The first completed phase of the controversial project obscures the very thing it was supposed to preserve

Circus West, the first phase of the long-awaited but now greatly resented Battersea Power Station development, consists of two long, thin buildings.

One is a rather nice, modest, gold-copper-clad block of flats designed by dRMM.

Looming above and stretching either side of it, is the other: an enormous pile of ice cubes designed by Simpson Haugh & Partners.

It’s 90,000sq m, 17 storeys high and longer than the Shard laid on its side. And it pulls off the extraordinary feat of making the biggest brick building in the whole of Europe look small.

How Wandsworth council ever allowed it to be built so close to the beloved grade II*-listed power station beggars belief.

Even the architect admits it is “a massive building”. With its cranked plan, it literally wraps its arms around our national treasure like a drunk trying to hug your granny. Or a rugby player in a tutu photobombing a funeral.

To be fair, Scott Brownrigg’s hideous purple Chelsea Bridge Wharf flats had already done terrible damage to the power station’s setting.

Perhaps Wandsworth’s planning committee gave too much credence to the “artist’s impression” CGIs which bear little resemblance to the finished building.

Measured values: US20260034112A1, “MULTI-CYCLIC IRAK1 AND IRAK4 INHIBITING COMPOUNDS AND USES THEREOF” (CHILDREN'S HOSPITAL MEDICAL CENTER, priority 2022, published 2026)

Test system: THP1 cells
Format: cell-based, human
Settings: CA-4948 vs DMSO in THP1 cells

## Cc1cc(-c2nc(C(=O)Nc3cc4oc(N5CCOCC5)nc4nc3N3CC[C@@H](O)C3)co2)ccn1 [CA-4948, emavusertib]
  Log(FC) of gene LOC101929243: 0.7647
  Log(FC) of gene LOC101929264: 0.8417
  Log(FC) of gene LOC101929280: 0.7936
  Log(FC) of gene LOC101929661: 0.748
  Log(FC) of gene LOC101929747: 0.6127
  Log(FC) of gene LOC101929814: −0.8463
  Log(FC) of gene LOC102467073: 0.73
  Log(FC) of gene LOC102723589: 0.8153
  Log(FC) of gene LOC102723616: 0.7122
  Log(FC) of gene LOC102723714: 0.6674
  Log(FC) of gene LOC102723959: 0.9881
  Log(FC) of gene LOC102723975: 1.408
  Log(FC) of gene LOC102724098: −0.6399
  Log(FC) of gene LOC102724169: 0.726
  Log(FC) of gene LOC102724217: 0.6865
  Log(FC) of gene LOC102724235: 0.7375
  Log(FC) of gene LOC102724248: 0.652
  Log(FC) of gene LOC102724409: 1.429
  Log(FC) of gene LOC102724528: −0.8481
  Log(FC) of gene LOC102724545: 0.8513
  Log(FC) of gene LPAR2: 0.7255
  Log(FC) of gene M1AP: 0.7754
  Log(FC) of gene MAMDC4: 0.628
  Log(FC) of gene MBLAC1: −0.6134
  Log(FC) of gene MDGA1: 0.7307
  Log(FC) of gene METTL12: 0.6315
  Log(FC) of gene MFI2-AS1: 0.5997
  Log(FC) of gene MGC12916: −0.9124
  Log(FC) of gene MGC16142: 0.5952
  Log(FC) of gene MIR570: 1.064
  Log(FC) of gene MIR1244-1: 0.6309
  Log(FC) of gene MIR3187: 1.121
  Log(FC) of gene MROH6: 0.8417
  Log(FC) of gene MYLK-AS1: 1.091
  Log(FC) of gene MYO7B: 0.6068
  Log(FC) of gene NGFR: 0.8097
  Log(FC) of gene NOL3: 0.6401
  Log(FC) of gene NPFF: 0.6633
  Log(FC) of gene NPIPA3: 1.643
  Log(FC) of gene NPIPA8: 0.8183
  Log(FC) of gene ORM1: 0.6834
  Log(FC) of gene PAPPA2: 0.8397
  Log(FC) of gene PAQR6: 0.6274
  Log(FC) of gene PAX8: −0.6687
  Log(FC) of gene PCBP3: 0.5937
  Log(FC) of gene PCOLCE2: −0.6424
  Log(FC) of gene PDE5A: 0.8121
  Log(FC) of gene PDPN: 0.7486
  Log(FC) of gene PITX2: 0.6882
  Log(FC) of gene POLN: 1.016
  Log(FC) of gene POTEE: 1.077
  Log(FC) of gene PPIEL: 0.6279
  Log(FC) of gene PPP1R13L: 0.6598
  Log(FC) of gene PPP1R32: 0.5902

“Finished” is a moot phrase since the façade cleverly manages to look incomplete when viewed face-on. The randomly spaced inset balconies give the impression that some of the glass panes have fallen off or are yet to be fitted, further distracting from the power station.

This is no mistake. The architect’s own website says: “To make the building appear more dynamic and enjoyable to the eye apartments were gathered into rectangular blocks and arranged as articulated horizontal glass ribbons, gently overlaid and rippling towards the river.

“By day, the double-skin glass façade is alive with the reflections of the sun, sky, river, trees and the power station. Its faceted panels, fissures and overhangs create a play of light, shadow, geometry and void that offers constantly changing vignettes from every aspect around the building.

“By night, the subtle layering of the façade dissolves and each unit, each room, each apartment, is defined within the building’s grid as lights switch on and off against the night sky.”

Well thanks, but surely you knew your job was not to compete with the power station but to bow respectfully away from it.

This scale of overdevelopment has been forced on the power station because of some bad deals made by a series of owners needing to recoup massive investments.

Which means we can look forward to Circus West’s throttling effect being completed when its near mirror image, Circus East, is built in a few years’ time.